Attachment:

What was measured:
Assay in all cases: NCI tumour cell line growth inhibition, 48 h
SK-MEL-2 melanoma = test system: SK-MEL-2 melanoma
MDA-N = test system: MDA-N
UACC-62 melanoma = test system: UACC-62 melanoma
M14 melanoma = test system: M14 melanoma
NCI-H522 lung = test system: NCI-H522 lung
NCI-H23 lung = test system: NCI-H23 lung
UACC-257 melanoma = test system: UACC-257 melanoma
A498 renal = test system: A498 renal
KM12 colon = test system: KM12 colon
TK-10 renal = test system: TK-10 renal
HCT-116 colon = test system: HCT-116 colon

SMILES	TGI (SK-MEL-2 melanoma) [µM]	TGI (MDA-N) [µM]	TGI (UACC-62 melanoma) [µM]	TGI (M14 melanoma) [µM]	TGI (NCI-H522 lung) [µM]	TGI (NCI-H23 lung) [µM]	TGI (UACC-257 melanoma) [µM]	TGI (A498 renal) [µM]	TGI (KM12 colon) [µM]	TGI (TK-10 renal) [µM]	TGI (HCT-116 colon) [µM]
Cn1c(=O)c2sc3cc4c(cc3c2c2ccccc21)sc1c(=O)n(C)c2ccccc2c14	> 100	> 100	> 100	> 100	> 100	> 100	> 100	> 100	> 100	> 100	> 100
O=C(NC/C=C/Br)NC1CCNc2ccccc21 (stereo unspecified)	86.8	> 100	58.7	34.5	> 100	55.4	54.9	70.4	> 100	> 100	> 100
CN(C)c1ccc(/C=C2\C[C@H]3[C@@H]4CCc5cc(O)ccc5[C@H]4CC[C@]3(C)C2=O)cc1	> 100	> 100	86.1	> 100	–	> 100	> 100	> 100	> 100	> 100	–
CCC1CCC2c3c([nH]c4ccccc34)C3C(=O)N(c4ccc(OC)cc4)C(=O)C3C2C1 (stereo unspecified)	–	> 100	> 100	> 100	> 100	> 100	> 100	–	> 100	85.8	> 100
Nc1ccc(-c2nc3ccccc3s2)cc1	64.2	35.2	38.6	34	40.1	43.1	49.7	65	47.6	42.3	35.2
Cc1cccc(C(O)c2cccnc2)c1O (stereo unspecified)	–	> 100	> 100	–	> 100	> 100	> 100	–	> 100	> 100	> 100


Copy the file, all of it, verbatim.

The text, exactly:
What was measured:
Assay in all cases: NCI tumour cell line growth inhibition, 48 h
SK-MEL-2 melanoma = test system: SK-MEL-2 melanoma
MDA-N = test system: MDA-N
UACC-62 melanoma = test system: UACC-62 melanoma
M14 melanoma = test system: M14 melanoma
NCI-H522 lung = test system: NCI-H522 lung
NCI-H23 lung = test system: NCI-H23 lung
UACC-257 melanoma = test system: UACC-257 melanoma
A498 renal = test system: A498 renal
KM12 colon = test system: KM12 colon
TK-10 renal = test system: TK-10 renal
HCT-116 colon = test system: HCT-116 colon

SMILES	TGI (SK-MEL-2 melanoma) [µM]	TGI (MDA-N) [µM]	TGI (UACC-62 melanoma) [µM]	TGI (M14 melanoma) [µM]	TGI (NCI-H522 lung) [µM]	TGI (NCI-H23 lung) [µM]	TGI (UACC-257 melanoma) [µM]	TGI (A498 renal) [µM]	TGI (KM12 colon) [µM]	TGI (TK-10 renal) [µM]	TGI (HCT-116 colon) [µM]
Cn1c(=O)c2sc3cc4c(cc3c2c2ccccc21)sc1c(=O)n(C)c2ccccc2c14	> 100	> 100	> 100	> 100	> 100	> 100	> 100	> 100	> 100	> 100	> 100
O=C(NC/C=C/Br)NC1CCNc2ccccc21 (stereo unspecified)	86.8	> 100	58.7	34.5	> 100	55.4	54.9	70.4	> 100	> 100	> 100
CN(C)c1ccc(/C=C2\C[C@H]3[C@@H]4CCc5cc(O)ccc5[C@H]4CC[C@]3(C)C2=O)cc1	> 100	> 100	86.1	> 100	–	> 100	> 100	> 100	> 100	> 100	–
CCC1CCC2c3c([nH]c4ccccc34)C3C(=O)N(c4ccc(OC)cc4)C(=O)C3C2C1 (stereo unspecified)	–	> 100	> 100	> 100	> 100	> 100	> 100	–	> 100	85.8	> 100
Nc1ccc(-c2nc3ccccc3s2)cc1	64.2	35.2	38.6	34	40.1	43.1	49.7	65	47.6	42.3	35.2
Cc1cccc(C(O)c2cccnc2)c1O (stereo unspecified)	–	> 100	> 100	–	> 100	> 100	> 100	–	> 100	> 100	> 100